By Omer Kimhi (Haifa University Faculty of Law) and Arno Doebert (Independent)
The rehabilitation of distressed corporations often requires the reduction of labor costs. In order to regain economic stability, distressed firms need to terminate employees or modify their employment conditions. When employees are protected by statutes or by collective bargaining agreements, however, such measures are not always possible. The employer’s freedom to manage its work force is limited, and it may fail to implement labor reforms necessary for the firm’s recovery.
In the paper, we examine the intersection between bankruptcy and labor laws from a comparative perspective. We study the labor and bankruptcy laws of three different jurisdictions, the Netherlands, France, and Germany, and find a so far unexplored trend. Jurisdictions with high employment protection levels relax their otherwise rigid labor rules through their bankruptcy system. Within bankruptcy, employers enjoy greater flexibility and thus are better situated to decrease their labor costs and to reorganize.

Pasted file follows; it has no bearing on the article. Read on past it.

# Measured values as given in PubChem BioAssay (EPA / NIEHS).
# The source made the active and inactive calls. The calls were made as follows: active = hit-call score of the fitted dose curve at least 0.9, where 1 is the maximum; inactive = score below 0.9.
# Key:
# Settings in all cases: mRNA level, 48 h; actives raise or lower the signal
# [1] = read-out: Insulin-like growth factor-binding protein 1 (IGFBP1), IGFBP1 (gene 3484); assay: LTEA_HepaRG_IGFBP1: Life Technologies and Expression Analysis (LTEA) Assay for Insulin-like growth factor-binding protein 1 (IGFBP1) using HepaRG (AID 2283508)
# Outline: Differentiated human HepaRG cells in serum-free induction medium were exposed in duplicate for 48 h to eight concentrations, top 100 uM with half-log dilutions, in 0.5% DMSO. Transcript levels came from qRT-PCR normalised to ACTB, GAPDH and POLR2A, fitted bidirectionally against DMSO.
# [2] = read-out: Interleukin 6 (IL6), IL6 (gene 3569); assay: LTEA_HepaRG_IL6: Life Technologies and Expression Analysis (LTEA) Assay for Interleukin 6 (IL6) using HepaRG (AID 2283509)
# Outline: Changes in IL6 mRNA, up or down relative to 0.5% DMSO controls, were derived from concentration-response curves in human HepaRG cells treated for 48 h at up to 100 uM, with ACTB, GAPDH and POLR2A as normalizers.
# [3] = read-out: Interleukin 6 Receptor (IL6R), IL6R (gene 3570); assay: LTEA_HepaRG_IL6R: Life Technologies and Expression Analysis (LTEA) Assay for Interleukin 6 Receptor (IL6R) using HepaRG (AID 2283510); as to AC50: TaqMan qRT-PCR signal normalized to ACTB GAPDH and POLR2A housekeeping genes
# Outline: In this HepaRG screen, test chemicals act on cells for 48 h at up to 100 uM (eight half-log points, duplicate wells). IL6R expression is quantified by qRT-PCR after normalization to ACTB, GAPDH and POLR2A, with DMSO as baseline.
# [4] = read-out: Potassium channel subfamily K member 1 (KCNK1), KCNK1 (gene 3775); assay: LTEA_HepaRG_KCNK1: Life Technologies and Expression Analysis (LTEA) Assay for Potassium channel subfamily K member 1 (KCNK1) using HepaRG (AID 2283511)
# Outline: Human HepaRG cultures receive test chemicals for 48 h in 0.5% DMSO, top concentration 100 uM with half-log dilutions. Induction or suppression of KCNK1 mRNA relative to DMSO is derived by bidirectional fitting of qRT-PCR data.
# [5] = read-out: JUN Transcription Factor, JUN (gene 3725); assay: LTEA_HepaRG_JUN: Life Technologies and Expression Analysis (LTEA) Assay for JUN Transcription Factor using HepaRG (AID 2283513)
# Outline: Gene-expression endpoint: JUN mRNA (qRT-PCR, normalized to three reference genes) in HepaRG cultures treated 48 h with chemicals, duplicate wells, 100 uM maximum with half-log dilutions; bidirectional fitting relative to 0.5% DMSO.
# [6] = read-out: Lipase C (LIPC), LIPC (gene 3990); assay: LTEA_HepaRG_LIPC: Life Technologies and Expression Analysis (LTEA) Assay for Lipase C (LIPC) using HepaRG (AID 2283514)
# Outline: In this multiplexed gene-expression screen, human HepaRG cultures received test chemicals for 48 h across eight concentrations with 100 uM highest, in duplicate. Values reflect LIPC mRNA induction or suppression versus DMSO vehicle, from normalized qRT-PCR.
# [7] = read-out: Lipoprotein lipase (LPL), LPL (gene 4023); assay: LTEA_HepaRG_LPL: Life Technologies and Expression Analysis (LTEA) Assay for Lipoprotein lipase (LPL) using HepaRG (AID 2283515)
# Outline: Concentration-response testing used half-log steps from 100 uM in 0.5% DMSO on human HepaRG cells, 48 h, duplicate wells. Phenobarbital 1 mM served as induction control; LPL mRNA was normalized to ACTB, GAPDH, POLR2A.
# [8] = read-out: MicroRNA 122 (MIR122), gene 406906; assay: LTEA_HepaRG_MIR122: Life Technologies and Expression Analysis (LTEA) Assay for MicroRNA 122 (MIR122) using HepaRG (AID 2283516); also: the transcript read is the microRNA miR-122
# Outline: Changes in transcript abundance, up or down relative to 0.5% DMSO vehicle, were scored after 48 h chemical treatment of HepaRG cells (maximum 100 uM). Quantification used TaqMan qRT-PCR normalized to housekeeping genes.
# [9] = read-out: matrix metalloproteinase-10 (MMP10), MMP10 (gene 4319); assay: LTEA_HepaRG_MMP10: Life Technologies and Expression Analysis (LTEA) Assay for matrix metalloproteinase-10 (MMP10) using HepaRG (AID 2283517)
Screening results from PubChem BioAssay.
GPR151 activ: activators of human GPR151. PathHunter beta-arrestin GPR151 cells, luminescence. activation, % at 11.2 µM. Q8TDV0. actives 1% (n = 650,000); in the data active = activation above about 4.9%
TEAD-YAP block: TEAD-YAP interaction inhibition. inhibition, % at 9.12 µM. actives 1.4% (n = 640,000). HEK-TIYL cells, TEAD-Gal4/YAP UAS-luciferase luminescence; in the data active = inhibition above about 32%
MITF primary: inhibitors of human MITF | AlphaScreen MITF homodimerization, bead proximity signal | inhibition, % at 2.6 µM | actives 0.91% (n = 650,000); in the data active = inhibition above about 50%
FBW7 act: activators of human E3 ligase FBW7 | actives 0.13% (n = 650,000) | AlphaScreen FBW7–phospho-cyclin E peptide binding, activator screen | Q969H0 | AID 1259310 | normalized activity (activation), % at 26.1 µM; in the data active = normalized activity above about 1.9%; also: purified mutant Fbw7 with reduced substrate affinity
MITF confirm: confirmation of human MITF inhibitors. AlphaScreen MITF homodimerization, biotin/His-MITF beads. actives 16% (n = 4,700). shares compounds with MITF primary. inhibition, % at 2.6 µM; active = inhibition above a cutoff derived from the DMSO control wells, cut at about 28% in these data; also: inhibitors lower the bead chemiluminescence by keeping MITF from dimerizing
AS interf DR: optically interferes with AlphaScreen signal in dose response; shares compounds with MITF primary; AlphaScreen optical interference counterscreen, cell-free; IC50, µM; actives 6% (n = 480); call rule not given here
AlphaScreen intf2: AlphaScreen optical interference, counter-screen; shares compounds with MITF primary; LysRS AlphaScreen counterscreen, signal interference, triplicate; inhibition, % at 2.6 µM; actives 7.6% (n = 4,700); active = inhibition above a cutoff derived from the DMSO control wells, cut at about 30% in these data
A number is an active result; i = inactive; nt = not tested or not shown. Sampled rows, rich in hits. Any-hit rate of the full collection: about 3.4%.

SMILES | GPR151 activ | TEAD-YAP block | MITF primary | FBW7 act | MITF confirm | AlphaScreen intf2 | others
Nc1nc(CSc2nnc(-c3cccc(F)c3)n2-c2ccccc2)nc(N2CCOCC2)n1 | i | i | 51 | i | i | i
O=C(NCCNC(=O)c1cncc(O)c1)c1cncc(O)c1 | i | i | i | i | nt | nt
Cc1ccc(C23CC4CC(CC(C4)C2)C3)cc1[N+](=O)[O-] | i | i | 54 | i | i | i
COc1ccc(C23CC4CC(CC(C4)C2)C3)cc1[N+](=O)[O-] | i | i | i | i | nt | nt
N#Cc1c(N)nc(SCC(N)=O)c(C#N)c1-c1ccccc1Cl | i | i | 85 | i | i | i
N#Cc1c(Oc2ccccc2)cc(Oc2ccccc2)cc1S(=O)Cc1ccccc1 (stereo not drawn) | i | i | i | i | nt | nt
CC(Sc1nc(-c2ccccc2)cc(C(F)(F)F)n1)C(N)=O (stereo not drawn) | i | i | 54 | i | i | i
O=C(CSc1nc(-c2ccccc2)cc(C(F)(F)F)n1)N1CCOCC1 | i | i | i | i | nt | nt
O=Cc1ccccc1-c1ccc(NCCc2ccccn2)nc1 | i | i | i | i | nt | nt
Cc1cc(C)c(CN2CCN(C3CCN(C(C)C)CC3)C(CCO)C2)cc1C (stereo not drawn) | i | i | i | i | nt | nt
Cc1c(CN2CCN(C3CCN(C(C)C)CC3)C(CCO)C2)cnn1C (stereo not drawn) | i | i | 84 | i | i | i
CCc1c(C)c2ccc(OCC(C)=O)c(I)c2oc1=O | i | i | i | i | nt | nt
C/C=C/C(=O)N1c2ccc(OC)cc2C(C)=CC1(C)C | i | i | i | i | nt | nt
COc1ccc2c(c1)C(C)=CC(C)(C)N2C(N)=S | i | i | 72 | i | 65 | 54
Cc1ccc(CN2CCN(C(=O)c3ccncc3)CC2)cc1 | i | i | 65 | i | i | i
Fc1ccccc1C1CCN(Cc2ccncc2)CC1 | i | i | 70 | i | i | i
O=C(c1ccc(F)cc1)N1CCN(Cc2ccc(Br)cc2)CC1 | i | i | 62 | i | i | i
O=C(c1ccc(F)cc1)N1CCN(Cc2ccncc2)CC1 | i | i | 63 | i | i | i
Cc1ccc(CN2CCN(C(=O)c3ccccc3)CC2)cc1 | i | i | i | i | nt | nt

The paper explores this trend vis-à-vis the arguments brought up by the procedural approach to bankruptcy. It looks at the rationale of the bankruptcy-induced modifications to the labor laws, and the effects these changes have on the bankruptcy process. We show that although the modifications are designed to promote the preservation of firms as going concerns, forum-shopping problems may lead to the opposite outcome. The analysis contributes to the ongoing debate between the traditional and procedural approaches, and sheds light on the interpretation of section 1113 of the Bankruptcy Code as well.
The full article is available here.